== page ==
4. You can set your own rate for direct work. If someone likes your writing style, they can contact you directly to work for them through Textbroker. For this privilege they must pay whatever rate you have assigned. That can be .03 per word, .05 per word, or .99 per word.

Other reasons you might enjoy Textbroker:

  1. There are no submission guidelines to memorize.
  2. They pay twice a month via Paypal as long as your balance is $10 or more.

The Cons for Freelance Writers

  1. .007 per word? Really? (for 2 star assignments)
  2. Textbroker doesn’t always have a steady flow of work. In fact, there have been times when they have absolutely no work.
  3. .01 per word? Really? (for 3 star assignments)
  4. Unless you are approved as a level 5 writer at the beginning, you’ll have to do some really, really cheap writing to get there.
  5. .015 per word? Really? (for 4 star assignments)

Freelance Writing Insider's Tip

Customers often rate your work. If you have a customer who rates your work highly, you can send them an onsite email and let them know that you enjoyed writing their article and, since you already understand the style they are looking for, it might be a great idea for them to send you direct orders in the future. This approach got me quite a bit of direct work when I first began my career. If you set your rate at .05 per word, you can make more than double what some other content mills pay.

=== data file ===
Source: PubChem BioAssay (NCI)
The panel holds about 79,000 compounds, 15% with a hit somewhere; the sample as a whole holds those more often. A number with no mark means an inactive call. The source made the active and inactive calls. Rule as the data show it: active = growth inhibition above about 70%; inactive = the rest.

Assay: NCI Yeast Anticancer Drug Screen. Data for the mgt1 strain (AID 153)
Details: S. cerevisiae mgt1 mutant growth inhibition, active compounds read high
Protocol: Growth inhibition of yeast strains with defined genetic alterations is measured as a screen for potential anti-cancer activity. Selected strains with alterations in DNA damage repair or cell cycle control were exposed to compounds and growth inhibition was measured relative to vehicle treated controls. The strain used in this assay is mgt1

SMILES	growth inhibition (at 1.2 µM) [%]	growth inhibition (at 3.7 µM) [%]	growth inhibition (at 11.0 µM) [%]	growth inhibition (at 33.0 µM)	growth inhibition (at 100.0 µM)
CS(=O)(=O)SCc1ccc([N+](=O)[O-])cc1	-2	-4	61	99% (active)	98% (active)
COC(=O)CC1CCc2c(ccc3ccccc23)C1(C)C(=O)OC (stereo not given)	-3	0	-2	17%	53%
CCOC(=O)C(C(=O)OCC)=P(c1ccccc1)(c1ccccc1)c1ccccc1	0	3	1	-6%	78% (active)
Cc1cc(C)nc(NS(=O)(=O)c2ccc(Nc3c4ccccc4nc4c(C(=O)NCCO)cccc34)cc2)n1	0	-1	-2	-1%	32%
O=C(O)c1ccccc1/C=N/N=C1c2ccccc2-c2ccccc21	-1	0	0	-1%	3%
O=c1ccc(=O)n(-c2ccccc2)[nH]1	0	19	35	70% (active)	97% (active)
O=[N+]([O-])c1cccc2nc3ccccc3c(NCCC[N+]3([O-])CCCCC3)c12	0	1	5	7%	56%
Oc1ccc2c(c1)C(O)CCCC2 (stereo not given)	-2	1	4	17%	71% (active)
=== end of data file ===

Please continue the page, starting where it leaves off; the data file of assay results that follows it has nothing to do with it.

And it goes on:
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Yolander Prinzel is the profit monster behind the Profitable Freelancer website. She has written for a number of publications and websites such as American Express, Covestor.com, Advisor Today, Money Smart Radio and the International Travel Insurance Journal (ITIJ). Her book, Specialty Ghostwriting: A New Way to Look at an Old Career, is currently available on Amazon.

10 thoughts on “I Just Made $9.20 in 30 Minutes on Textbroker! I’m going to Disney World!”

  1. I looked into Textbroker, but was disappointed that they wouldn’t accept non-US citizens. Hey, those of us in Canada can right well too eh?!?!

    Oh well, thanks for the honest (notice I’m not surprised) review. Look forward to many more.

    • But Diana that might be because you can’t WRITE right?????? Sorry, but as a fellow Canuck I can’t let you away with that!!!!

      • And Cheryl, we’re not about to let you get away with bashing another reader here personally in violation of our comment policy over a single typo in her comment. It happens to the best of us, and here we don’t hold that against people leaving casual comments. Go play grammar police somewhere else please. In the future comments along these lines will be deleted and multiple comments along these lines will lead to a ban on future commenting.

  2. Diana – It’s not always about whether or not someone can write. There are legal differences in how you deal with contractors and employees, and some companies prefer to simplify things by following a single set of rules, single system of paperwork, etc.